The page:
LB Clark is an indie writer, editor, and publisher currently residing in an East Texas college town. She is the author of the Jukebox Heroes series—a music-inspired urban fantasy/romance series. Learn more at

10 Guilty Pleasures

What I love about guilty pleasures is the way they humanize us. Could you even imagine that your firebrand English Lit professor reads romance novels like popcorn? Or that your macho, beer-guzzling neighbor melts while watching Disney princess movies with his little girl? In fiction as in life, these traits define a character. They can help your reader fall in love with a protagonist or empathize with a villain. Remember the nasty, obsessive-compulsive writer Jack Nicholson played in As Good As It Gets? That first scene of him stuffing his neighbor’s dog down the trash chute should have sealed our opinions of him. But then we find out he not only writes romance novels, but hand-feeds that same little dog bacon later in the film. This helps transform him from a cardboard character into a complex and much more interesting one worthy of our empathy. A well-placed guilty pleasure in your characters’ lives could do the same. Here are a few of mine:

1. The Wedding Singer. There are very few Adam Sandler films I like, but I could watch this one over and over. And I have. It’s a cheeseball poke in the 80s’ eye, but I love it. Adam Sandler is sweet and funny as a heartbroken, struggling musician. Drew Barrymore is adorable as the naïve waitress he courts. All of this and a cameo by Billy Idol, too! Aw, now I want to watch it again.

2. Lindt white chocolate truffles. Yes, they’re overpriced and not very good for me, but so smooth and creamy it’s like velvet on your tongue. I have to buy them individually, or I’d down the whole bag.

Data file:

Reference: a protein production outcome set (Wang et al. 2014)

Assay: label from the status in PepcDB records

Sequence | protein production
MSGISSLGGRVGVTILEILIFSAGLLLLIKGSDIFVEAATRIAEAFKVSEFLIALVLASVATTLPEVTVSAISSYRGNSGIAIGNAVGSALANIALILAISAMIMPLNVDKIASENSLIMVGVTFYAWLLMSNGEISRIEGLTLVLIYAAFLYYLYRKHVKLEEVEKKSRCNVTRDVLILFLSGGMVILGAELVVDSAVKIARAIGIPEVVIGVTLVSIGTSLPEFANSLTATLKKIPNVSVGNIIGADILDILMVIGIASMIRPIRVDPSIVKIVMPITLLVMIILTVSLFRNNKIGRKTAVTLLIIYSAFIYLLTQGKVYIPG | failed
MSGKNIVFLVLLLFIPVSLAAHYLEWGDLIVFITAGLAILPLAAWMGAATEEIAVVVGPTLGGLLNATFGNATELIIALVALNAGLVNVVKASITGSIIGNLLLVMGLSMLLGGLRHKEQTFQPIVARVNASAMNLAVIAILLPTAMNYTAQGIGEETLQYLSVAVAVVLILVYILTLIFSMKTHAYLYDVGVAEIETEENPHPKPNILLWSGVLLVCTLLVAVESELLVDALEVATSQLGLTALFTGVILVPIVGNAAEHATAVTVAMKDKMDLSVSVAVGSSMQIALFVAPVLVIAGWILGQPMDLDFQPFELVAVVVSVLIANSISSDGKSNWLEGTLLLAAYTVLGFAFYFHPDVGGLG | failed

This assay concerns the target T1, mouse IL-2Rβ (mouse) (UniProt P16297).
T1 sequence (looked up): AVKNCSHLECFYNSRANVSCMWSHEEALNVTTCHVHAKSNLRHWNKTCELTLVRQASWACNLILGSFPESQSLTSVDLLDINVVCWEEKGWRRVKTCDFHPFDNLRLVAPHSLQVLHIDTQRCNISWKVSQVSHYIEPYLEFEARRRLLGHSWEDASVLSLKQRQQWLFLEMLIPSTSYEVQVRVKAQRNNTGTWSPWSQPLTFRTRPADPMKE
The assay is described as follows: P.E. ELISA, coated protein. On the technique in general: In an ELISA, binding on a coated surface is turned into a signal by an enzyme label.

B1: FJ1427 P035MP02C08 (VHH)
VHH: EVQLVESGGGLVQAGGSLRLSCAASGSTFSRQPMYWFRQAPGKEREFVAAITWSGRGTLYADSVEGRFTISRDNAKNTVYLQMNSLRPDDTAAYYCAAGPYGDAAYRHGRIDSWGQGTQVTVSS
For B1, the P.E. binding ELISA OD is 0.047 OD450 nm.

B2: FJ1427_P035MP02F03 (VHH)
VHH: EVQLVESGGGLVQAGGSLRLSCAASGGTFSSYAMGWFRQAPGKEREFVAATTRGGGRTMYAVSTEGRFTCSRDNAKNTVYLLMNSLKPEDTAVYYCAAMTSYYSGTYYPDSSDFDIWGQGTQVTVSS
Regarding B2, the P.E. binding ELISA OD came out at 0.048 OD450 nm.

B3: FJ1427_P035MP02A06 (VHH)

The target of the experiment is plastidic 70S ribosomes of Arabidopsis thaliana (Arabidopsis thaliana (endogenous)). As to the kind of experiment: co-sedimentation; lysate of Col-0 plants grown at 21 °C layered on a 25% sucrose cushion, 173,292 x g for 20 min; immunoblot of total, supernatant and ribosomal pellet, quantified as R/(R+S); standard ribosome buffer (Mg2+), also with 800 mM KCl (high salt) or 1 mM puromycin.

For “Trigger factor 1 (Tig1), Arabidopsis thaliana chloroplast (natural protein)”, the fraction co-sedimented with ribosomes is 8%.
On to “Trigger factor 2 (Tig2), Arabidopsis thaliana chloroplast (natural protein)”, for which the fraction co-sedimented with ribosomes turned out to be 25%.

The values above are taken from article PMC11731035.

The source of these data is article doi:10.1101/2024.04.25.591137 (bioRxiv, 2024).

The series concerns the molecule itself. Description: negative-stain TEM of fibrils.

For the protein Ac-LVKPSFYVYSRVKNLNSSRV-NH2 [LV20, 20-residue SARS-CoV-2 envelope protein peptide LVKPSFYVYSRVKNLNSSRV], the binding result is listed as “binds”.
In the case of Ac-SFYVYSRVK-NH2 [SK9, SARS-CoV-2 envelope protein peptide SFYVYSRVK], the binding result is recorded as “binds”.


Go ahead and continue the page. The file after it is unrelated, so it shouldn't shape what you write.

3. Awards Shows. Oh, make some popcorn and get cozy as the glitterfied and glamorous take to the red carpet! I know some people vilify them as self-congratulatory puffery, but the puffery is why I watch. Some eight-year-old girl inside me is squealing, “Look at all the pretty dresses!”

4. Miss America. This is sort of in the same category as awards shows, as it catches my eight-year-old self in its glitter zone. Beauty pageants, unlike awards shows, have a special cheeseball factor: the interviews. Bliss!

5. Lady Gaga. Finally, a vocalist comes along who understands marketing and branding herself as well as Madonna. The kooky get-ups, the wild videos…and she can sing, too.

6. Legally Blonde. Reese Witherspoon goes to Harvard! So fun!

7. Gilmore Girls. A little saccharine, you might say? But I think this show is brilliant. It’s got quirky characters and great lines, amusingly obscure cultural references, and it’s a kind of comfort food for me. I have the first few seasons on DVD, and the night before my mother-in-law had a radical mastectomy, I chained-watched episodes until I could no longer keep my eyes open. I still watch, nearly every weekday, while I’m on the treadmill.

8. Family Guy/South Park. If either of my parents caught me viewing these shows, they might question the astronomical checks they wrote for my college education. But some days, you just need to laugh your ass off like no one’s watching.